Previous page

Next page

Locate page in Contents

Print this page

Using Intel VT-d PCI Devices in Parallels Virtual Machines

If your computer has an Intel VT-d chipset, you can set the physical PCI Express (PCIe) devices connected to the physical computer to be directly assigned to your virtual machine. The virtual machine will directly access the PCIe devices without using the resources of the primary OS.

You can connect up to eight PCIe devices of any of the supported types to a single virtual machine.

To connect a PCIe device to a virtual machine

  1. Assign the device to your virtual machines in the Intel VT-d pane of Parallels Workstation Extreme Preferences.

    Note: You are recommended to have at least two adapters of the same type (video or network adapters): if you reassign one adapter to your virtual machines, the other adapter will be left to the physical computer. Keep in mind that if you assign your video or network adapter to a virtual machine, this adapter will be invisible to your primary OS.

  2. Add the device to the virtual machine configuration. For more information, refer to the Adding a Network Adapter, Adding a Video Adapter, and Adding Intel VT-d PCI Devices subsections.

Troubleshooting

In Windows-based virtual machines, if the pass-through driver cannot be installed automatically after a PCIe device has been assigned to virtual machines in Preferences, install it manually by doing the following:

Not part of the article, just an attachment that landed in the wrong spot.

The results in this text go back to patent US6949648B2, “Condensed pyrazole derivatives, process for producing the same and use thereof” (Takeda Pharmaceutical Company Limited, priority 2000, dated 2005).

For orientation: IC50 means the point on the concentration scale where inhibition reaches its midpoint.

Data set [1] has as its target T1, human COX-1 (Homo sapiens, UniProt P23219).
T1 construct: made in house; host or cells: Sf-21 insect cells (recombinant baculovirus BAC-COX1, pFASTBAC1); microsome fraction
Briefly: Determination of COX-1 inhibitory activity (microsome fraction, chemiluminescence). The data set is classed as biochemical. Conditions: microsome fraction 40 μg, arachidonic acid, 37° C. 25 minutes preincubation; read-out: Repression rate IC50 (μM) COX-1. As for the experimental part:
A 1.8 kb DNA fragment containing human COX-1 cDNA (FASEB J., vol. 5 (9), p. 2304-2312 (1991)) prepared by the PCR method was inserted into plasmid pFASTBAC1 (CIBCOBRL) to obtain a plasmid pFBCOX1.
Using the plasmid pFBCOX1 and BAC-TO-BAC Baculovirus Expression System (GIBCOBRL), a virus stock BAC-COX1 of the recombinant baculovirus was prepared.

1. Go to Start > Control Panel > System > Hardware and open the Device Manager.
  2. In the Device Manager, locate the appropriate PCIe device, right-click it and choose Update Driver from the context menu.
  3. In the Hardware Update wizard, choose to install the driver from the specific location.
  4. Choose to specify the driver yourself.
  5. In the next window, select the Have Disk option and specify the following path to the driver's location: C:\Program Files\Parallels\Parallels Workstation\Drivers\prl_vtdvideo.inf or C:\Program Files\Parallels\Parallels Workstation\Drivers\prl_vtdnet.inf and click Open.
  6. Follow the wizard's instructions to complete the installation of the driver.
  7. Restart the host computer.

In rare cases you cannot boot the primary Linux operating system after a PCIe device is added to the configuration of a virtual machine. To work around the issue, do the following:

  1. In the grub loader splash screen, with your primary operating system selected in the list, press e on the keyboard to display the boot parameters.
  2. Select the line starting with "kernel" by pressing the down arrow on the keyboard.
  3. Press e to launch an editor for the selected line.
  4. At the end of the line, add

    init=/bin/sh

  5. Press Enter to return to the boot parameters screen.
  6. Press b to boot the kernel.
  7. In the command line window, mount the root partition in read-write mode by entering

    mount /dev/root / -oremount,rw

    Note: If you want your root partition to be mounted to a different location, replace root with this location in the command above.

  8. Type the following command and press Enter:

    echo -n "" > /etc/parallels/vtd.hook

  9. Type the following command and press Enter:

    mount /dev/root / -oremount,ro

  10. Type the following command and press Enter:

    reboot

This procedure will make your primary Linux operating system boot normally.